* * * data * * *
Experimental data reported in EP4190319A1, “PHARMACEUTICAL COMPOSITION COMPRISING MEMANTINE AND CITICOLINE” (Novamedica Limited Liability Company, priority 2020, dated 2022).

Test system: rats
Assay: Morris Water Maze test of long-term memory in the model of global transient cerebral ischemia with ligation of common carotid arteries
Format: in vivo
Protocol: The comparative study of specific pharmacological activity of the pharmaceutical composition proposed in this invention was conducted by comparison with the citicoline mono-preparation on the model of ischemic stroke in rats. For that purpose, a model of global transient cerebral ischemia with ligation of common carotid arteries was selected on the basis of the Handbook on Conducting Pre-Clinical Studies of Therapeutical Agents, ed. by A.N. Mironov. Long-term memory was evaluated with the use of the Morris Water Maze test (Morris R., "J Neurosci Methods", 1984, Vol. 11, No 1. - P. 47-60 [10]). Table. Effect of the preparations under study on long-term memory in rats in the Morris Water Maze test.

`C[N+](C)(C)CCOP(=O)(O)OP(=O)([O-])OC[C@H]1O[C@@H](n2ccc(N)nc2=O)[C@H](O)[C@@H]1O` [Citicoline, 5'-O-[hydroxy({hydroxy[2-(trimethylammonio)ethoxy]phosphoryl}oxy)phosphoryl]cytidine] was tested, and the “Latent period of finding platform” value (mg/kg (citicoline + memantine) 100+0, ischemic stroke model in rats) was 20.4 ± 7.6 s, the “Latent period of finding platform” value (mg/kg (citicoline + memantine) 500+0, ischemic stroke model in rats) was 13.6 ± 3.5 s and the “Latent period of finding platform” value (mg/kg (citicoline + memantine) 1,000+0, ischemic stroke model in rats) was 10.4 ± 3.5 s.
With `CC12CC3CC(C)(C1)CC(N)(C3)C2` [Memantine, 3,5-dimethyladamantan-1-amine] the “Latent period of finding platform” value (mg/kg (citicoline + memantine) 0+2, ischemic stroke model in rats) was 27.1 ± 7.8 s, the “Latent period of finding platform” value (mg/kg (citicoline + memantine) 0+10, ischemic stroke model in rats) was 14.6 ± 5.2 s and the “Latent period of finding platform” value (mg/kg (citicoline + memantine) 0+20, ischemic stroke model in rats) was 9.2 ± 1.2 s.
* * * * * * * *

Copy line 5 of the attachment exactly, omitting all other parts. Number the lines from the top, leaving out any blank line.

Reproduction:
Protocol: The comparative study of specific pharmacological activity of the pharmaceutical composition proposed in this invention was conducted by comparison with the citicoline mono-preparation on the model of ischemic stroke in rats. For that purpose, a model of global transient cerebral ischemia with ligation of common carotid arteries was selected on the basis of the Handbook on Conducting Pre-Clinical Studies of Therapeutical Agents, ed. by A.N. Mironov. Long-term memory was evaluated with the use of the Morris Water Maze test (Morris R., "J Neurosci Methods", 1984, Vol. 11, No 1. - P. 47-60 [10]). Table. Effect of the preparations under study on long-term memory in rats in the Morris Water Maze test.